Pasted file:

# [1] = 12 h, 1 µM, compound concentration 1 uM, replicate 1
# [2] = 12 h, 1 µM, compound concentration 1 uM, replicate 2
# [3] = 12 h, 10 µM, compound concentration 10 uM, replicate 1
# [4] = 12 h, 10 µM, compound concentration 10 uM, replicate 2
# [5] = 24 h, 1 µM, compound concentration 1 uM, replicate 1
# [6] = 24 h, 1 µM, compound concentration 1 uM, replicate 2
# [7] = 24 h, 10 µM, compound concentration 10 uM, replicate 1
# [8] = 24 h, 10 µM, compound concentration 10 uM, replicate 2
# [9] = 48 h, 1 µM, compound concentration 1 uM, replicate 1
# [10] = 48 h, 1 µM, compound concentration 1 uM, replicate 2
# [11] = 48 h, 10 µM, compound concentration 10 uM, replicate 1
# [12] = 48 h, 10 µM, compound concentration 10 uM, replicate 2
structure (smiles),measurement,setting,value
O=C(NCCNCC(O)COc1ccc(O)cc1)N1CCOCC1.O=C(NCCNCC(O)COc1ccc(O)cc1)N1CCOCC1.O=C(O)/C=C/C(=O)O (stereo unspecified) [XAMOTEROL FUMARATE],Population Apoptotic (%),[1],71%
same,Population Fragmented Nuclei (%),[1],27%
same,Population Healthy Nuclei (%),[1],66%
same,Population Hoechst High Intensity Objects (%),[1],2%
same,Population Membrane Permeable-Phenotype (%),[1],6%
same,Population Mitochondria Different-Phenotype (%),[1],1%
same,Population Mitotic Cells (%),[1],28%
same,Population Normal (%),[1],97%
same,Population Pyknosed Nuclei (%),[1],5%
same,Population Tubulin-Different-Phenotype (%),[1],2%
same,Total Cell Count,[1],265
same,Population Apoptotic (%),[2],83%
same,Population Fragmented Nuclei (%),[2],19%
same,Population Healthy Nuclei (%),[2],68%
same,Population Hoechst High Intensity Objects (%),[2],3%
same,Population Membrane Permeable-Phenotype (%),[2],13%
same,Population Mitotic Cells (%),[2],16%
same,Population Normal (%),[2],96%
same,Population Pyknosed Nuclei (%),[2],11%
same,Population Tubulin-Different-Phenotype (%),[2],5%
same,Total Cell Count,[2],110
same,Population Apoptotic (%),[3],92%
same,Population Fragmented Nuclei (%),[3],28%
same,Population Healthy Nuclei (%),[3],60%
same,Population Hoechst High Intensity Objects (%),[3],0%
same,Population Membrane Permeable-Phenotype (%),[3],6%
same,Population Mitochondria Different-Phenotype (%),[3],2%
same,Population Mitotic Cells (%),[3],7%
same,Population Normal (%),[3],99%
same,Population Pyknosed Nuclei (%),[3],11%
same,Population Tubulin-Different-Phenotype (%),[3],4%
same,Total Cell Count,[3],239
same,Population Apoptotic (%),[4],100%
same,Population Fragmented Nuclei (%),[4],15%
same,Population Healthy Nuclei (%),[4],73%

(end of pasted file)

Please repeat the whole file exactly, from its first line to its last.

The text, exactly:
# [1] = 12 h, 1 µM, compound concentration 1 uM, replicate 1
# [2] = 12 h, 1 µM, compound concentration 1 uM, replicate 2
# [3] = 12 h, 10 µM, compound concentration 10 uM, replicate 1
# [4] = 12 h, 10 µM, compound concentration 10 uM, replicate 2
# [5] = 24 h, 1 µM, compound concentration 1 uM, replicate 1
# [6] = 24 h, 1 µM, compound concentration 1 uM, replicate 2
# [7] = 24 h, 10 µM, compound concentration 10 uM, replicate 1
# [8] = 24 h, 10 µM, compound concentration 10 uM, replicate 2
# [9] = 48 h, 1 µM, compound concentration 1 uM, replicate 1
# [10] = 48 h, 1 µM, compound concentration 1 uM, replicate 2
# [11] = 48 h, 10 µM, compound concentration 10 uM, replicate 1
# [12] = 48 h, 10 µM, compound concentration 10 uM, replicate 2
structure (smiles),measurement,setting,value
O=C(NCCNCC(O)COc1ccc(O)cc1)N1CCOCC1.O=C(NCCNCC(O)COc1ccc(O)cc1)N1CCOCC1.O=C(O)/C=C/C(=O)O (stereo unspecified) [XAMOTEROL FUMARATE],Population Apoptotic (%),[1],71%
same,Population Fragmented Nuclei (%),[1],27%
same,Population Healthy Nuclei (%),[1],66%
same,Population Hoechst High Intensity Objects (%),[1],2%
same,Population Membrane Permeable-Phenotype (%),[1],6%
same,Population Mitochondria Different-Phenotype (%),[1],1%
same,Population Mitotic Cells (%),[1],28%
same,Population Normal (%),[1],97%
same,Population Pyknosed Nuclei (%),[1],5%
same,Population Tubulin-Different-Phenotype (%),[1],2%
same,Total Cell Count,[1],265
same,Population Apoptotic (%),[2],83%
same,Population Fragmented Nuclei (%),[2],19%
same,Population Healthy Nuclei (%),[2],68%
same,Population Hoechst High Intensity Objects (%),[2],3%
same,Population Membrane Permeable-Phenotype (%),[2],13%
same,Population Mitotic Cells (%),[2],16%
same,Population Normal (%),[2],96%
same,Population Pyknosed Nuclei (%),[2],11%
same,Population Tubulin-Different-Phenotype (%),[2],5%
same,Total Cell Count,[2],110
same,Population Apoptotic (%),[3],92%
same,Population Fragmented Nuclei (%),[3],28%
same,Population Healthy Nuclei (%),[3],60%
same,Population Hoechst High Intensity Objects (%),[3],0%
same,Population Membrane Permeable-Phenotype (%),[3],6%
same,Population Mitochondria Different-Phenotype (%),[3],2%
same,Population Mitotic Cells (%),[3],7%
same,Population Normal (%),[3],99%
same,Population Pyknosed Nuclei (%),[3],11%
same,Population Tubulin-Different-Phenotype (%),[3],4%
same,Total Cell Count,[3],239
same,Population Apoptotic (%),[4],100%
same,Population Fragmented Nuclei (%),[4],15%
same,Population Healthy Nuclei (%),[4],73%